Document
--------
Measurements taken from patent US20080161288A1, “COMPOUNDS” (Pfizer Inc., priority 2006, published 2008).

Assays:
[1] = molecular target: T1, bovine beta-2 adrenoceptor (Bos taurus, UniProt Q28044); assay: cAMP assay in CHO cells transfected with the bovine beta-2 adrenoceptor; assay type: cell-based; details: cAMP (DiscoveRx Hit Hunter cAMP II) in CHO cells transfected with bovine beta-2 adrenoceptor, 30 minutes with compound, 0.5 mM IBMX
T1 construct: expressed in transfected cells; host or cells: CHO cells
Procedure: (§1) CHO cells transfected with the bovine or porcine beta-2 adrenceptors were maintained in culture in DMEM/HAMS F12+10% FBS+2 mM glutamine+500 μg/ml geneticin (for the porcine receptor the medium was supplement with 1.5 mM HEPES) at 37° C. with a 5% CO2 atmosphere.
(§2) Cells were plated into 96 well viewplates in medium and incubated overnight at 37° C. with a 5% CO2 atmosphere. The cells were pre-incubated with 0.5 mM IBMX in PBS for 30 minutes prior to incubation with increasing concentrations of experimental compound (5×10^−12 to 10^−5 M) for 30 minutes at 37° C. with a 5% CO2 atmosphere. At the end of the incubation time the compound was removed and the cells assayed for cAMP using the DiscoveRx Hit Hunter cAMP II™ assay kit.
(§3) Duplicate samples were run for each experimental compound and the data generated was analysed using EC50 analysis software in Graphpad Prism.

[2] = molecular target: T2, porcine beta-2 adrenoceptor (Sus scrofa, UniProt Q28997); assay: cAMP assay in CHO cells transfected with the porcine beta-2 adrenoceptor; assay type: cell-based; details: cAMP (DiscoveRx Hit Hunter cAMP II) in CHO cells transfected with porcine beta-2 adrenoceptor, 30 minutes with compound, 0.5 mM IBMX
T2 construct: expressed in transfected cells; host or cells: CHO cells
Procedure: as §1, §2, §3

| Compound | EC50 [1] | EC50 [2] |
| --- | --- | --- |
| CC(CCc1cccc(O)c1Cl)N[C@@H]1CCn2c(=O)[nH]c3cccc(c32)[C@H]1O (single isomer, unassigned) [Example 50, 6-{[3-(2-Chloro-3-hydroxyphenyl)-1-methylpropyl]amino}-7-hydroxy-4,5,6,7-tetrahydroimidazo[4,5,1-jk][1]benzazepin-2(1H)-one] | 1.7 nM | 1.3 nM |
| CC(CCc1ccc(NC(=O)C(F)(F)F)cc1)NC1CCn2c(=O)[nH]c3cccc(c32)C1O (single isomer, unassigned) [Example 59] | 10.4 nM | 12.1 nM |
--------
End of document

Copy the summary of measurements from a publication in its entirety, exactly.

Measurements taken from patent US20080161288A1, “COMPOUNDS” (Pfizer Inc., priority 2006, published 2008).

Assays:
[1] = molecular target: T1, bovine beta-2 adrenoceptor (Bos taurus, UniProt Q28044); assay: cAMP assay in CHO cells transfected with the bovine beta-2 adrenoceptor; assay type: cell-based; details: cAMP (DiscoveRx Hit Hunter cAMP II) in CHO cells transfected with bovine beta-2 adrenoceptor, 30 minutes with compound, 0.5 mM IBMX
T1 construct: expressed in transfected cells; host or cells: CHO cells
Procedure: (§1) CHO cells transfected with the bovine or porcine beta-2 adrenceptors were maintained in culture in DMEM/HAMS F12+10% FBS+2 mM glutamine+500 μg/ml geneticin (for the porcine receptor the medium was supplement with 1.5 mM HEPES) at 37° C. with a 5% CO2 atmosphere.
(§2) Cells were plated into 96 well viewplates in medium and incubated overnight at 37° C. with a 5% CO2 atmosphere. The cells were pre-incubated with 0.5 mM IBMX in PBS for 30 minutes prior to incubation with increasing concentrations of experimental compound (5×10^−12 to 10^−5 M) for 30 minutes at 37° C. with a 5% CO2 atmosphere. At the end of the incubation time the compound was removed and the cells assayed for cAMP using the DiscoveRx Hit Hunter cAMP II™ assay kit.
(§3) Duplicate samples were run for each experimental compound and the data generated was analysed using EC50 analysis software in Graphpad Prism.

[2] = molecular target: T2, porcine beta-2 adrenoceptor (Sus scrofa, UniProt Q28997); assay: cAMP assay in CHO cells transfected with the porcine beta-2 adrenoceptor; assay type: cell-based; details: cAMP (DiscoveRx Hit Hunter cAMP II) in CHO cells transfected with porcine beta-2 adrenoceptor, 30 minutes with compound, 0.5 mM IBMX
T2 construct: expressed in transfected cells; host or cells: CHO cells
Procedure: as §1, §2, §3

| Compound | EC50 [1] | EC50 [2] |
| --- | --- | --- |
| CC(CCc1cccc(O)c1Cl)N[C@@H]1CCn2c(=O)[nH]c3cccc(c32)[C@H]1O (single isomer, unassigned) [Example 50, 6-{[3-(2-Chloro-3-hydroxyphenyl)-1-methylpropyl]amino}-7-hydroxy-4,5,6,7-tetrahydroimidazo[4,5,1-jk][1]benzazepin-2(1H)-one] | 1.7 nM | 1.3 nM |
| CC(CCc1ccc(NC(=O)C(F)(F)F)cc1)NC1CCn2c(=O)[nH]c3cccc(c32)C1O (single isomer, unassigned) [Example 59] | 10.4 nM | 12.1 nM |